Hodson Hall, North Country Community College, (formerly the General Hospital of Saranac Lake) Founded in 1967, North Country Community College serves Franklin and Essex County; it is the only public college located within the Adirondack Park. The main campus is in Saranac Lake on the site of the old General Hospital at 23 Santanoni Avenue. There are branch campuses in Malone and Ticonderoga.

Enrollment is about 1800 students. The college employs 143 permanent and 300 adjunct faculty, and provides programs in the Liberal Arts and Sciences as well as in Allied Health, Business, Technical, and Vocational areas. The college is associated with the State University of New York.

It inherited its Radiologic Technology program and several business courses from the Saranac Lake Study and Craft Guild when that organization closed.

The first day of classes was September 16, 1968 and the first yearbook, called Aurora, was published in 1969.

Adirondack Daily Enterprise, April 30, 2007

Find ways to keep NCCC in Saranac Lake

To the editor:

I remember the early days of NCCC as I was a student way back then. In 1969, the only building the college had was Hodson Hall, or what we now know as the old hospital. I was late in applying to the school in my senior year. Due to this, and being late to register for classes, all my classes for that first semester were in the evening.

Since/the college only had one building and there weren't enough classrooms in it, we had classes all over town. I remember well my General Psychology class, taught by William Butterfield and held in the Cantwell Room in the library. I took Music Appreciation taught by George Reynolds, in the basement of the Methodist Church. My Western Civilization class was in an empty storefront in the Hotel Berkeley, taught by Robert Klein. And my only class at Hodson Hall was English Composition 101.

That first semester, I became very familiar with Betty's Restaurant, which later became Alice's. Since I didn't have a meal plan at the college and Betty's was close to all my classes, I had many meals there. They made the best burgers, fries and hot turkey sandwiches!

And, of course, my roommate and I had many meals at Dew Drop's on the weekends They made the best pizza in town.

A year or so later, the college acquired the old elementary school across from what is now NBT Bank; they named it River Street Hall. In it were four classrooms, the student lounge and snack bar. I had classes there as well. And who could forget the old armory on River Street, which was the original college gym?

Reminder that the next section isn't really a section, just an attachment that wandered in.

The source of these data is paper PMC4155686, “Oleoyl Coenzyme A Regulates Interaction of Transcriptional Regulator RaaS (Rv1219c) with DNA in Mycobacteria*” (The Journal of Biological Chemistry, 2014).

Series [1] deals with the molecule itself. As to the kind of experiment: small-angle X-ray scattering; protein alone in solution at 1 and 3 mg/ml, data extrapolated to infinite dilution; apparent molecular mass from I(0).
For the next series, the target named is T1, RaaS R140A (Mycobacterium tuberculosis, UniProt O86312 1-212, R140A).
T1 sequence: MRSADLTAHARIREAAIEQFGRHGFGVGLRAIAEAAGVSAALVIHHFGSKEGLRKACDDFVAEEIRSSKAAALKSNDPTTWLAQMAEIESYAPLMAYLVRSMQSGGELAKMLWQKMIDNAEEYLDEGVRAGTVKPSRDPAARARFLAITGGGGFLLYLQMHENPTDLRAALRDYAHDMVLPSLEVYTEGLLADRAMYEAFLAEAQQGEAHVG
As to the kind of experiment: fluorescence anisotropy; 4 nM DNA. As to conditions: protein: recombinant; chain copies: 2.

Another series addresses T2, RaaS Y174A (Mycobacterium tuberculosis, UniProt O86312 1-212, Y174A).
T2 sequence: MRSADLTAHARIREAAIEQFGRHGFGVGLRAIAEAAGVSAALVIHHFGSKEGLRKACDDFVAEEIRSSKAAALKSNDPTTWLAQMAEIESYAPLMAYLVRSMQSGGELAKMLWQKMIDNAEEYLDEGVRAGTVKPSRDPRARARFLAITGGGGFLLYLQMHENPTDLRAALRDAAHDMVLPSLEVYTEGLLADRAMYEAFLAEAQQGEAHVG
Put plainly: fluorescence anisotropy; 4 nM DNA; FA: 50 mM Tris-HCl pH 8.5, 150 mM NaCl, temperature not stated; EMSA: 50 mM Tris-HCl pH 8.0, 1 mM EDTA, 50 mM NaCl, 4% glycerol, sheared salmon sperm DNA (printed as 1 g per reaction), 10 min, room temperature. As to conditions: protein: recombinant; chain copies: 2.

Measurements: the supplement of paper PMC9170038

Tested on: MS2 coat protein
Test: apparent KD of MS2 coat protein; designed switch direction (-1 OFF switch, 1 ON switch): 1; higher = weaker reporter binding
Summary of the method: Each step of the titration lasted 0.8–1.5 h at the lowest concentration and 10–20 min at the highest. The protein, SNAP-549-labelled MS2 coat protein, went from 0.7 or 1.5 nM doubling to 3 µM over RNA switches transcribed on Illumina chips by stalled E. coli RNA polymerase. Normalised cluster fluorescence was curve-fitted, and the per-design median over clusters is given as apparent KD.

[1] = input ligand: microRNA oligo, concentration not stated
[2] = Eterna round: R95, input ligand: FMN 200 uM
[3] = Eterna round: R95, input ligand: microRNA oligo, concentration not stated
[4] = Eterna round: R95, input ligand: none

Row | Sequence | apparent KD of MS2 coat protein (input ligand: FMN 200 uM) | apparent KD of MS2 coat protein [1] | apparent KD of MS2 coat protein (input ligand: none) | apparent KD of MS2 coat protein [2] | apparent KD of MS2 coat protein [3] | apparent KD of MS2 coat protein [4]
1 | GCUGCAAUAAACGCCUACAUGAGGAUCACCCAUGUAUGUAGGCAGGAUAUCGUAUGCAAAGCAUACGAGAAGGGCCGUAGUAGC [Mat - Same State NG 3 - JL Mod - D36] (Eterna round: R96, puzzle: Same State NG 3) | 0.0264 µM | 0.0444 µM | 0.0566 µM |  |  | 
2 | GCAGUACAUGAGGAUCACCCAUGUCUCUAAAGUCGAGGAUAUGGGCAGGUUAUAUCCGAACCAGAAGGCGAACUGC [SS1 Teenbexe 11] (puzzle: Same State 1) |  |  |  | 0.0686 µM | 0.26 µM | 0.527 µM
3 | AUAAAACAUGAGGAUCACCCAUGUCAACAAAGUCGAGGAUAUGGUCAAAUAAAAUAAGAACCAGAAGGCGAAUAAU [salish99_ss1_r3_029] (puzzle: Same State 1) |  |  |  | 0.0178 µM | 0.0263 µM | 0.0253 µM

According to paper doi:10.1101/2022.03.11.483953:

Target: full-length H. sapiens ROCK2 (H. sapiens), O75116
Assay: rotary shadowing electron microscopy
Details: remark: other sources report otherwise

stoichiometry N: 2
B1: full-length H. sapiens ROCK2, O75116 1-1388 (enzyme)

Eventually, the college got the campus it needed, and this campus has worked well for many years. When I went to Empire State College some years ago, I used NCCC's library many times. It was a far cry from the original library in Hodson Hall! And now, after all these years in Saranac Lake, the college wants to move?

The college certainly had humble beginnings. But it started in Saranac Lake, and it should remain here. The school should find ways to better utilize the buildings. Why not try one of SAGA's suggestions and bring back evening classes? If they had evening classes in 1969, they can certainly have them now. NCCC is an asset to Saranac Lake. If it weren't for this school, I and many others living here might not have gone to college. Let's find creative ways to keep it here.

Wendy Foley
Saranac Lake

Excerpt from Adirondack Daily Enterprise, February 18, 2017

Happy Founder's Day

NCCC celebrates 5oth anniversary with inaugural event

[As village mayor, Howard Riley presented the college's charter to its leadership 50 years ago.]  . . . Riley credited William Meyer with reviving the idea of creating a community college here, in a conversation with Dr. Anthony Gedroiz at Meyer's Drug Store. Meyer, Gedroiz, Riley and several others were part of an ad-hoc committee that traveled to Albany and New York City to organize and launch the college. 

"From our many trips, this is what evolved," Riley said. "I can't tell you what the impact was on the community, especially in that first year. It wasn't just economic, it was social. It just changed the whole atmosphere of the downtown of Saranac Lake. It was the greatest thing to happen to Saranac Lake at that time. It helped everybody. It helped all the business."